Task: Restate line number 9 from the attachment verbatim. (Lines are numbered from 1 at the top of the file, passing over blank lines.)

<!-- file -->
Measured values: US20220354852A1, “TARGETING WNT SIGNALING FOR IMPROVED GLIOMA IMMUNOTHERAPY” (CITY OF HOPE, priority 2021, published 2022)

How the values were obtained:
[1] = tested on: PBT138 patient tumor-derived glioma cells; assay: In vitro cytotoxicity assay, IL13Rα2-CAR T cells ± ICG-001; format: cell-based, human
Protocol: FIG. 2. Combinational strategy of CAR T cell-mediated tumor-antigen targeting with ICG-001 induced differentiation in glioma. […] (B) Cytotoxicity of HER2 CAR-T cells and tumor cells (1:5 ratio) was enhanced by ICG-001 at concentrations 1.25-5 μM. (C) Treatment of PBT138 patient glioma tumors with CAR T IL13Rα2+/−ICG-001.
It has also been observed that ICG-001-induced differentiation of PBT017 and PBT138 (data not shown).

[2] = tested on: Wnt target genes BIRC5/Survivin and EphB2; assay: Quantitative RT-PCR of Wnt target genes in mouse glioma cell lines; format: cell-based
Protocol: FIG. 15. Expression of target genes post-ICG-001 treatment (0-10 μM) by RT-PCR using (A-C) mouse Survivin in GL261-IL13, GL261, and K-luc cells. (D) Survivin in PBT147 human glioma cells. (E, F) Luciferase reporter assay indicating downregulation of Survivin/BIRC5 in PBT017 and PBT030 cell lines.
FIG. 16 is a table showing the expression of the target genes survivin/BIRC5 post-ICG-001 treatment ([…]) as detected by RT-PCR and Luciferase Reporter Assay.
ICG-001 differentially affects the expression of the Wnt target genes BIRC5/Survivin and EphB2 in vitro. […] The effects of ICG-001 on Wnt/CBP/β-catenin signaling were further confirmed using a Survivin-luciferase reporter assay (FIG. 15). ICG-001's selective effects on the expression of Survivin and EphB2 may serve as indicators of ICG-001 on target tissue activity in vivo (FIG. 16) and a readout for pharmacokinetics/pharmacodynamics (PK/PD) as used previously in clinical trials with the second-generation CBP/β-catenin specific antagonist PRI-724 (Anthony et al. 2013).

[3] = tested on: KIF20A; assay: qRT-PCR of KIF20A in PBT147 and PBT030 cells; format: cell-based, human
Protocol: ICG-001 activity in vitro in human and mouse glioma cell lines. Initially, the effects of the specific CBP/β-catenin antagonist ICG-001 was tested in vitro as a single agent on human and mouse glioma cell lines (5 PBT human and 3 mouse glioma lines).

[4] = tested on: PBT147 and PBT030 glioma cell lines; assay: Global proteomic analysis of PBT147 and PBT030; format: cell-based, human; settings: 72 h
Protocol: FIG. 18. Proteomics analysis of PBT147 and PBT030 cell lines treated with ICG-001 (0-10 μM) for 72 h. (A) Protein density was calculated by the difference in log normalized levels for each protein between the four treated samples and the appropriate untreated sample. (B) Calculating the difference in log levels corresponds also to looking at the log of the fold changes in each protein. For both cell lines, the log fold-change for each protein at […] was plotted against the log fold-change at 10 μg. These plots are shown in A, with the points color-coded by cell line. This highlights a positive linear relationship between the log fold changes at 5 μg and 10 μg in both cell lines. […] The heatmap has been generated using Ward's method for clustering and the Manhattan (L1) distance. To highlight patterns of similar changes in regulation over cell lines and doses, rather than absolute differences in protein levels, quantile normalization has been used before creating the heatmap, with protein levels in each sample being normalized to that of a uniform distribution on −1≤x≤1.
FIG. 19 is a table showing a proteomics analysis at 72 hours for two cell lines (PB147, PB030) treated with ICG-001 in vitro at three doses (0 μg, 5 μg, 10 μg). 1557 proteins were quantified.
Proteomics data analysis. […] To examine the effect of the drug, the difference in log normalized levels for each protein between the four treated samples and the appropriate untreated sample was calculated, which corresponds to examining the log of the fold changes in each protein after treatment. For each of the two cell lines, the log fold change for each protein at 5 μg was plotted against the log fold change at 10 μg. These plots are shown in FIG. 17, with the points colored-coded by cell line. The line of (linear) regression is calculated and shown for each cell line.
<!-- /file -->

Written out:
ICG-001 differentially affects the expression of the Wnt target genes BIRC5/Survivin and EphB2 in vitro. […] The effects of ICG-001 on Wnt/CBP/β-catenin signaling were further confirmed using a Survivin-luciferase reporter assay (FIG. 15). ICG-001's selective effects on the expression of Survivin and EphB2 may serve as indicators of ICG-001 on target tissue activity in vivo (FIG. 16) and a readout for pharmacokinetics/pharmacodynamics (PK/PD) as used previously in clinical trials with the second-generation CBP/β-catenin specific antagonist PRI-724 (Anthony et al. 2013).